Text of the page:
Sunday, 29 June 2014

Petertide pilgrimage home

On this Sunday Feast of St Peter and St Paul, I breakfasted and then left at eight thirty for Blaenavon to join the Parish Eucharist in St Peter's Church there at which Father Rufus would be presiding for the first time. To get me in the mood, Roman Catholic Sunday Morning Prayer from Bradford sung Cathedral style by two youth choirs was on Radio Four as I ate, then as I drove, a fourth day in a row on the M4 towards Newport, though this time, turning off at Bassaleg for the journey through the Eastern Valleys, past Risca and Newbridge towards Brynmawr. I missed my turning to Blaenafon at Abertillery, so had to go right through Brynmawr and find the high moorland road which descends into the village from the north. I had just enough time to do this and enjoy this remarkable route

By the time I found the church and parked nearby, I was walking in during the first hymn. The congregation of about fifty were cheerful and welcoming, and there was a feast of food and drink afterwards. Rufus' Italian in-laws came over for the weekend to celebrate a new priest the family, and took a full part, including Daria's uncle who is a Benedictine priest living in Assisi, and still working in retirement. I chatted with them a little in Italian, but the Spanish kept on interfering, but they tolerated this with good humour.

I drove home on a different route, which took me past Hengoed and Ystrad Mynach, where I grew up. With time to spare, I stopped to take a walk over Hengoed railway viaduct, now part of the national network of cycle trails. When I was travelling to school at Pengam Grammar, our train, on Cardiff - Rhymney line would stop and wait at the Hengoed Low Level station to connect with a Pontypool - Swansea train on the High Level station, bringing pupils from the Eastern Valleys to join us on the third of a three stage train journey of over an hour they'd make each day to get to school. A quarter of an hour by car would suffice nowadays, but there were very few cars doing the school run in those days The transport infrastructure was good enough and sustainable, also free to scholars.

After inspecting the bridge, I drove over to the Graig which overlooks Ystrad Mynach, and noticed that since my last visit there had been some interesting looking changes to the buildings of Ty Isaf farmhouse on the hillside above Penallta Road. It overlooked Glen View, the street in which I grew up, and was an important part of the view from my bedroom window as a child, especially on full moon, or when the night mail train would  hurry past, emitting sparks and steam. I had to go over and take a proper look.

But first, a quick visit to the Penallta Colliery site, where the huge buildings adjacent to the derelict main engine house and pit headgear have been revived, restored and occupied, I believe as part of a business development park, although I can't find much information about it. The old pithead baths built in my childhood are ruinous. Are they scheduled for conservation? Or awaiting funding for demolition?  Must find out.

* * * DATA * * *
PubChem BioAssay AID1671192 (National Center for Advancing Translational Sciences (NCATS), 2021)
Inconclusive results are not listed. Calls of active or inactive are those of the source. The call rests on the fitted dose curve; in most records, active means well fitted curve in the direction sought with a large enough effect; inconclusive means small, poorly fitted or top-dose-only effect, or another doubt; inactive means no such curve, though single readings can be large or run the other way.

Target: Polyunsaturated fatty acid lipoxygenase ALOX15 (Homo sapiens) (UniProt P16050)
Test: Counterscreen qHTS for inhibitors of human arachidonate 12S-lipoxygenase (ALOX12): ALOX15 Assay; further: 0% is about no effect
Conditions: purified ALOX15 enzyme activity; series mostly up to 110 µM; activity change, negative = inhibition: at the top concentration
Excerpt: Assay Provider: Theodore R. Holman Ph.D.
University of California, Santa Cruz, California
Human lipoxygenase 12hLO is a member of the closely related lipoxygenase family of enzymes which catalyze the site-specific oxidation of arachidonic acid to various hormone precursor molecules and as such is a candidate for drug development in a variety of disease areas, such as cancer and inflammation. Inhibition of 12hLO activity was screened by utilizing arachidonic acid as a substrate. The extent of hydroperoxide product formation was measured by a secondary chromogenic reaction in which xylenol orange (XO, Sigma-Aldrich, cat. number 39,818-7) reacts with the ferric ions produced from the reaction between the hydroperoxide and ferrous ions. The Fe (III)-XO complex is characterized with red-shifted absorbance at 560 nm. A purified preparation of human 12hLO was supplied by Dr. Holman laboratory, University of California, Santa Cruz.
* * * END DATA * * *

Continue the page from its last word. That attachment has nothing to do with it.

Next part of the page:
Then, down the hill for a peek at Ty Isaf farmhouse, now surrounded by a new handsome pennant dry stone wall, since the road outside it was improved. A small collie dog came to greet me with tail wagging, barking enthusiastically. His owner soon followed, and asked who I was looking for. I said that I'd noticed the new wall and interesting changes to the farmhouse exterior, albeit in the usual traditional local pennant stonework matching the walls. I mentioned that seeing the farmhouse from Glen View below was a favourite childhood memory. "Are you the Reverend Kimber?" she asked.

It was Carol Thomas, sister in law of Nesta Thomas, who'd been in the same class as me in Ystrad Mynach Junior school, brought up on the farm, still living locally. Nesta and I met when I visited Holy Trinity Ystrad Mynach  working for U.S.P.G., and she was church warden, thirty years ago, and on another occasion when they'd been at St John's for a Côr Meibion concert. I was amazed!

We talked about the remarkable stylish barn conversion into two houses gracing the east side of the 1740s farmhouse house, and I was allowed to take some photographs. The land is now rented out and worked by a neighour, and the sounds of sheep are as close as they ever were, but cattle there are no more, nor the muddy yard they traipsed through to milking, once upon a time. Carol's husband died eight years ago. He's buried down in the front garden, with a weeping willow behind his headstone. Fitting, for the last  generation to keep animals on this rich Valleys pastureland.

So many things have changed in the valley I knew and left behind fifty years ago for University, never to return, make a home here. It's tidier, cleaner, less polluted than it has been for a couple of centuries, at least on the surface- It's no longer a place of heavy industry, though still some upland farming, and many if not most people travel away from here to work - it's been suburbanised. And it would be an attractive place to live if we hadn't long ago settled for Pontcanna.

Saturday, 28 June 2014

Ordination at St Woolos

For the third day in a row, I drove East down the M4 towards Newport, the previous two times to go to our radio supplier in Chepstow, and this morning to Newport, for the ordination service at Saint Woolos Cathedral. Among those presented were four students  from St Mikes - 'Becca and Phil to be made Deacon, Rufus and Will to be ordained priest. The first three were all in my tutor group. 

Rufus asked if I would be among those to approach close enough to lay hands on him with the Bishop with direct contact. There are always dozens of priests who want to share this moment and only a few are able to get close enough, so the candidate is surrounded by a forest of waving extended arms, when the Bishops says "Send the Holy Spirit upon this your servant ..." I felt greatly honoured to be asked, and when the time came I was moved to recall my own unrepeatable moment of intimate attention at the heart of what Bishop Richard referred to as "a holy scrum".